You may have heard recently that the U.S. Supreme Court reached a decision that affects how states can levy sales taxes on purchases made from out-of-state online retailers. In South Dakota v. Wayfair, justices ruled by a 5-4 vote that the State of South Dakota correctly implemented its sales tax on these goods.
But what does the Wayfair decision mean for Nebraska and the rest of the country?
First, sales tax on internet sales is not a new tax. In theory, taxpayers are supposed to pay use tax on any taxable item for which the sales tax isn’t collected at the point of sale, even in another state. In Nebraska, this option appears on annual income tax returns but is rarely used.
Currently, 31 states attempt to levy sales tax when online businesses complete a sale due to traffic directed from an in-state business, when businesses reach a certain threshold in revenue sales, or when businesses have data centers located in-state.
Prior to Wayfair, however, states lacked a clear way to collect tax from non-resident retailers without appearing to interfere with commerce in other states.
This was due to a 1992 court ruling on a similar case, North Dakota v. Quill, in which the court found that a business with no physical presence in the purchasing state is exempt from collecting the state’s sales and use taxes. At that time, the business in question sold computer software through catalogs.
In an attempt to clarify the issue, South Dakota passed a tax reform bill in 2016 which required all retailers with at least 200 transactions or $100,000 in revenue from sales in the state to collect South Dakota sales tax, whether or not the business has a physical presence within the state.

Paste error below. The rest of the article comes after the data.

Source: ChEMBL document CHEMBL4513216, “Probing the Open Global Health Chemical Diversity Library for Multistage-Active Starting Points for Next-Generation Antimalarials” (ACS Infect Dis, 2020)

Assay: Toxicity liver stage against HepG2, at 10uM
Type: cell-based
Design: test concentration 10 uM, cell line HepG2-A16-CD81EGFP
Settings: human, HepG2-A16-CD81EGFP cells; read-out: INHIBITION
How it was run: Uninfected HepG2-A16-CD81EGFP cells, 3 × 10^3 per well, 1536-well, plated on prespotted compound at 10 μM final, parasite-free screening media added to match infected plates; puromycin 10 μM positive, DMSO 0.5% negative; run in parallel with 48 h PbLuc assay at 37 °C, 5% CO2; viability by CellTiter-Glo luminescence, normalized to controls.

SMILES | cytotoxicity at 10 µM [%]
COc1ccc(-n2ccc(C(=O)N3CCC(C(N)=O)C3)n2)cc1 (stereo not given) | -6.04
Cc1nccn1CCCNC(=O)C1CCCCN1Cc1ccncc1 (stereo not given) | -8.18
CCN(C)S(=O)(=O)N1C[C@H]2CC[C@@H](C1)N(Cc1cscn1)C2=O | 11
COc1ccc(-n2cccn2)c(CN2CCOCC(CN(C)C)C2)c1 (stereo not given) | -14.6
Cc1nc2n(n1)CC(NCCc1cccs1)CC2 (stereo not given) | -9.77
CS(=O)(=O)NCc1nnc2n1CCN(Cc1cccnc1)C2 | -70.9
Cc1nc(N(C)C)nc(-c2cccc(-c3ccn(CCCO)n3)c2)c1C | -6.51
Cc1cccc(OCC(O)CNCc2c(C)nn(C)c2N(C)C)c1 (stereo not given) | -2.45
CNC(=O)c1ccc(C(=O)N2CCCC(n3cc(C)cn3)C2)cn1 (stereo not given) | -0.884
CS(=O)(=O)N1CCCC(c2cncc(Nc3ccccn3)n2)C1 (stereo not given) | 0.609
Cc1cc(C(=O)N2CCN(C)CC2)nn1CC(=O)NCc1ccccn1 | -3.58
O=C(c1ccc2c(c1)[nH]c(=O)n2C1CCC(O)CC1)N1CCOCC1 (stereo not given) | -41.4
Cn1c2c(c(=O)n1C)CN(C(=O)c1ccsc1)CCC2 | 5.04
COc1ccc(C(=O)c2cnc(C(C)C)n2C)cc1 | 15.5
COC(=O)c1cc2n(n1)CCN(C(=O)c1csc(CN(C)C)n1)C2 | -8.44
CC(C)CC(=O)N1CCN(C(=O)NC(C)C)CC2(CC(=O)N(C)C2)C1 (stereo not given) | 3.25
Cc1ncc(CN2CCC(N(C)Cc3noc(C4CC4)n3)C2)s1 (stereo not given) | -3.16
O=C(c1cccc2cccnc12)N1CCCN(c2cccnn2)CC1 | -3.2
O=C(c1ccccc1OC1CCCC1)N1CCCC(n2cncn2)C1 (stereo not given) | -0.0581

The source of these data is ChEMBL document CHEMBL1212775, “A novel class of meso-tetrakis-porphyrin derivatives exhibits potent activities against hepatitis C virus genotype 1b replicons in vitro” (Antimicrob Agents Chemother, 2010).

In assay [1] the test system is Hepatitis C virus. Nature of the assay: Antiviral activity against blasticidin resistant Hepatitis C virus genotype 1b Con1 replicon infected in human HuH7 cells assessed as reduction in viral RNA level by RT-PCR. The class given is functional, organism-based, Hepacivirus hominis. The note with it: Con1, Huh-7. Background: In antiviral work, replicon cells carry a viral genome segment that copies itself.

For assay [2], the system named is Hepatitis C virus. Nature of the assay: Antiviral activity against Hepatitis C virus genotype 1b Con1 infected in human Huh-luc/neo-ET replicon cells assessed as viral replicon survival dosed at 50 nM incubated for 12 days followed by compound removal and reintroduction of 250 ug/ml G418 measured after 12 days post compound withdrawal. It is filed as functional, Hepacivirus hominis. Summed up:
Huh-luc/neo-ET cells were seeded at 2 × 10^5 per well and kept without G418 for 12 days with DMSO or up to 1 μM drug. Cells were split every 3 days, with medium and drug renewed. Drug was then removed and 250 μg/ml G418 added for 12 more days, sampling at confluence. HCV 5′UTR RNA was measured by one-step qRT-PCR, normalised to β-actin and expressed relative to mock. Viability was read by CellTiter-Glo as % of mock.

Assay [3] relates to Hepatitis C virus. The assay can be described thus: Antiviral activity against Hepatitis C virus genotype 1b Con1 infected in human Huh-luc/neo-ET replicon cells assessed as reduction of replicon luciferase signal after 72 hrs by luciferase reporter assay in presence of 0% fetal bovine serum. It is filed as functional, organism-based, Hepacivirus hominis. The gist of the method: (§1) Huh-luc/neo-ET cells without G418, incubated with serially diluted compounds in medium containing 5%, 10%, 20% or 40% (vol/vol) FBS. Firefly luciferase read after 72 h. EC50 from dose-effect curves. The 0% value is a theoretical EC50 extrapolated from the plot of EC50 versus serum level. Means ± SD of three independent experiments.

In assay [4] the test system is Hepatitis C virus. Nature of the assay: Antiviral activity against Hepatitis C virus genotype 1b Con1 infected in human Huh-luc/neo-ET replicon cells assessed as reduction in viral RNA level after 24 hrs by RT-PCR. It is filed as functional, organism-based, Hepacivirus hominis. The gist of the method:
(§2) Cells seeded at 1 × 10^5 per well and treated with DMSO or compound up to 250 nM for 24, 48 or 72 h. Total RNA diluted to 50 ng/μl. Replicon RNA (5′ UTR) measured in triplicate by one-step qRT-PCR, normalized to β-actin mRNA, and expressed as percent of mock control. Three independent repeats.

The new ruling in Wayfair explicitly overturns the older Quill precedent in favor of South Dakota’s law, but importantly, it does not give states unlimited legal authority in how the tax may be imposed. Joseph Bishop-Henchman from the Tax Foundation states, “This ruling is not a blank check for states. The Court specifically observed that South Dakota's law, and its tax laws generally, minimize the burden on interstate commerce. Other states should craft their laws accordingly.”
Justice Kennedy argued that because South Dakota is a member of the Streamlined Sales and Use Tax Agreement, the state would pay for the costs of software needed to collect sales taxes. Businesses that use this software would be immune from an audit, which would drastically limit the burdens placed on online retailers.
This means other states can safely consider South Dakota’s tax law as a model. Passing laws that would be more complex, such as not providing state software for calculating the tax due, would be a risky decision, since it might have the potential to be struck down by courts.
Furthermore, future lawmaking for taxing interstate internet sales still remains up to Congress, since the Commerce Clause is a power of the legislative branch in Article 1 Section 8 of the Constitution. However, of the two bills introduced in Congress on the issue, one passed only the Senate before stalling in the House, and the other was not acted upon.
Ultimately, the Wayfair decision is a win for brick-and-mortar businesses who struggle to compete with large online retailers and states that have argued extensively that they are missing out on significant sums of revenue. But, there are some losers in this decision. For example, smaller retailers who sell online may now have an additional compliance cost to collect sales taxes for states that tax online purchases.
In the coming weeks, we will likely see other states decide to follow South Dakota's lead in how it imposes a sales tax on out-of-state internet sales and greater debate on how state revenues and priorities might be impacted as a result.